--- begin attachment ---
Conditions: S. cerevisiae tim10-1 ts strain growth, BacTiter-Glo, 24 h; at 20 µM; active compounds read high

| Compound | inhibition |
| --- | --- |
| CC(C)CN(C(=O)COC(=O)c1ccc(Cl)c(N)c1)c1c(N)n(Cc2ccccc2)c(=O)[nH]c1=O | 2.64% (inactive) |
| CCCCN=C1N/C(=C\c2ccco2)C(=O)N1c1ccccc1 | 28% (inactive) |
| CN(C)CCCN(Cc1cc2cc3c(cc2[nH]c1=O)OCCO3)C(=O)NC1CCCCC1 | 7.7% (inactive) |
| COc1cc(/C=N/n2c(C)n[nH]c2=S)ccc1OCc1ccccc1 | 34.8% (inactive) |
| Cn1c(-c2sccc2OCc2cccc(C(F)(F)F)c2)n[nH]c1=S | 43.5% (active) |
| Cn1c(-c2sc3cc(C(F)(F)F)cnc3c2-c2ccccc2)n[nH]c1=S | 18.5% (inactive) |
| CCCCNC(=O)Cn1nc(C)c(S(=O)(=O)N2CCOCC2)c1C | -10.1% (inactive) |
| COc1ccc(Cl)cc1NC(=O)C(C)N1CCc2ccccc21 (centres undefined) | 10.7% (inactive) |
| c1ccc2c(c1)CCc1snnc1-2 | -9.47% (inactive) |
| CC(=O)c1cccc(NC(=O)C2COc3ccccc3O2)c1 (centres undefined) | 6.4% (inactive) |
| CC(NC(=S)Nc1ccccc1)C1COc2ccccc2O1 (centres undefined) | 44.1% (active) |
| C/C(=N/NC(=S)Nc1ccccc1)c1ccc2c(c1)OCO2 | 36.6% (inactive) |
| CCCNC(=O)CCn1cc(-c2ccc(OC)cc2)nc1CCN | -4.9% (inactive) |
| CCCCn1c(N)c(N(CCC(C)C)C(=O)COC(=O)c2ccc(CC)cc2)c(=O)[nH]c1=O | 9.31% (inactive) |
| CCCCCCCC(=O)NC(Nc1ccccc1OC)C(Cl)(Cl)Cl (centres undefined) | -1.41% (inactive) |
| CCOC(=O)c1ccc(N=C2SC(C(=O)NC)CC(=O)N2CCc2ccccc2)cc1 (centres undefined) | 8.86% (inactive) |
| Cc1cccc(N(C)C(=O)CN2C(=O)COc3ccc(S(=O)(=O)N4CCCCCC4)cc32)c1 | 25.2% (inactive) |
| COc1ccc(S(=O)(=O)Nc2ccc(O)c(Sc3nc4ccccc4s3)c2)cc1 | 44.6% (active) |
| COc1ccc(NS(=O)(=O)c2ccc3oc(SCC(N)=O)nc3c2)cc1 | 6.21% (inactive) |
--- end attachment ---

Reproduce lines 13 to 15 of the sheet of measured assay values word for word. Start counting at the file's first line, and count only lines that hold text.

| CC(=O)c1cccc(NC(=O)C2COc3ccccc3O2)c1 (centres undefined) | 6.4% (inactive) |
| CC(NC(=S)Nc1ccccc1)C1COc2ccccc2O1 (centres undefined) | 44.1% (active) |
| C/C(=N/NC(=S)Nc1ccccc1)c1ccc2c(c1)OCO2 | 36.6% (inactive) |